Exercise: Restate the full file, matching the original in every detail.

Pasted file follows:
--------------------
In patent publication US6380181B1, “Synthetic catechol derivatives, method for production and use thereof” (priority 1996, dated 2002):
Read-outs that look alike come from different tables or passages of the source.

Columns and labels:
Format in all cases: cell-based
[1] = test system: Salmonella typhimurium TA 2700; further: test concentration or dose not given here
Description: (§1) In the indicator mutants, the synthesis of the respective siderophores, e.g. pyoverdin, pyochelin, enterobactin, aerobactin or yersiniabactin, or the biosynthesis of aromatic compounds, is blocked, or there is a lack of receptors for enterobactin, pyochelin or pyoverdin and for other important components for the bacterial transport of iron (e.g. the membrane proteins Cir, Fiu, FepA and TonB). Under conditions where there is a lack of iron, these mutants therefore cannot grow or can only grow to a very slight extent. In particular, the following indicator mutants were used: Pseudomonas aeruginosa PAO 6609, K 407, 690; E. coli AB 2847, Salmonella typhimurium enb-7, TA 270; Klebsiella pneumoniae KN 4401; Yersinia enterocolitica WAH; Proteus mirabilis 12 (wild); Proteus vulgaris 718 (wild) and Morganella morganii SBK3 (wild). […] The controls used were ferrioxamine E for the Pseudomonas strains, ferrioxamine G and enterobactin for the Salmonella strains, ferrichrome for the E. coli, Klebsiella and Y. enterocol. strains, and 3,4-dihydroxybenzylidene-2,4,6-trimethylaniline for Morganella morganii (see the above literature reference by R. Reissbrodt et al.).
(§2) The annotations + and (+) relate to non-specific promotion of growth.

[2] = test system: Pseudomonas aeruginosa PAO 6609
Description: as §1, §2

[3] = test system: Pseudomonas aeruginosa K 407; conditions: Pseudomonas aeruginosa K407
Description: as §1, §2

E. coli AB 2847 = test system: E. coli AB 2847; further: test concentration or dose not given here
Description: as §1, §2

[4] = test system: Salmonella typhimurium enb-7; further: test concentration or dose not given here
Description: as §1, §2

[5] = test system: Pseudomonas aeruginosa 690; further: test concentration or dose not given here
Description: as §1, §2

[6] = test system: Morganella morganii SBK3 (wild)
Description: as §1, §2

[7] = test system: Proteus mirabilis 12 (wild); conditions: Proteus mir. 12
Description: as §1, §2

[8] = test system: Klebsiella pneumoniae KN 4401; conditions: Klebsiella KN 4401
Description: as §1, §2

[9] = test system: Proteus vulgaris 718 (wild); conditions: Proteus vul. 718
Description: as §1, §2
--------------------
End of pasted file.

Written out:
In patent publication US6380181B1, “Synthetic catechol derivatives, method for production and use thereof” (priority 1996, dated 2002):
Read-outs that look alike come from different tables or passages of the source.

Columns and labels:
Format in all cases: cell-based
[1] = test system: Salmonella typhimurium TA 2700; further: test concentration or dose not given here
Description: (§1) In the indicator mutants, the synthesis of the respective siderophores, e.g. pyoverdin, pyochelin, enterobactin, aerobactin or yersiniabactin, or the biosynthesis of aromatic compounds, is blocked, or there is a lack of receptors for enterobactin, pyochelin or pyoverdin and for other important components for the bacterial transport of iron (e.g. the membrane proteins Cir, Fiu, FepA and TonB). Under conditions where there is a lack of iron, these mutants therefore cannot grow or can only grow to a very slight extent. In particular, the following indicator mutants were used: Pseudomonas aeruginosa PAO 6609, K 407, 690; E. coli AB 2847, Salmonella typhimurium enb-7, TA 270; Klebsiella pneumoniae KN 4401; Yersinia enterocolitica WAH; Proteus mirabilis 12 (wild); Proteus vulgaris 718 (wild) and Morganella morganii SBK3 (wild). […] The controls used were ferrioxamine E for the Pseudomonas strains, ferrioxamine G and enterobactin for the Salmonella strains, ferrichrome for the E. coli, Klebsiella and Y. enterocol. strains, and 3,4-dihydroxybenzylidene-2,4,6-trimethylaniline for Morganella morganii (see the above literature reference by R. Reissbrodt et al.).
(§2) The annotations + and (+) relate to non-specific promotion of growth.

[2] = test system: Pseudomonas aeruginosa PAO 6609
Description: as §1, §2

[3] = test system: Pseudomonas aeruginosa K 407; conditions: Pseudomonas aeruginosa K407
Description: as §1, §2

E. coli AB 2847 = test system: E. coli AB 2847; further: test concentration or dose not given here
Description: as §1, §2

[4] = test system: Salmonella typhimurium enb-7; further: test concentration or dose not given here
Description: as §1, §2

[5] = test system: Pseudomonas aeruginosa 690; further: test concentration or dose not given here
Description: as §1, §2

[6] = test system: Morganella morganii SBK3 (wild)
Description: as §1, §2

[7] = test system: Proteus mirabilis 12 (wild); conditions: Proteus mir. 12
Description: as §1, §2

[8] = test system: Klebsiella pneumoniae KN 4401; conditions: Klebsiella KN 4401
Description: as §1, §2

[9] = test system: Proteus vulgaris 718 (wild); conditions: Proteus vul. 718
Description: as §1, §2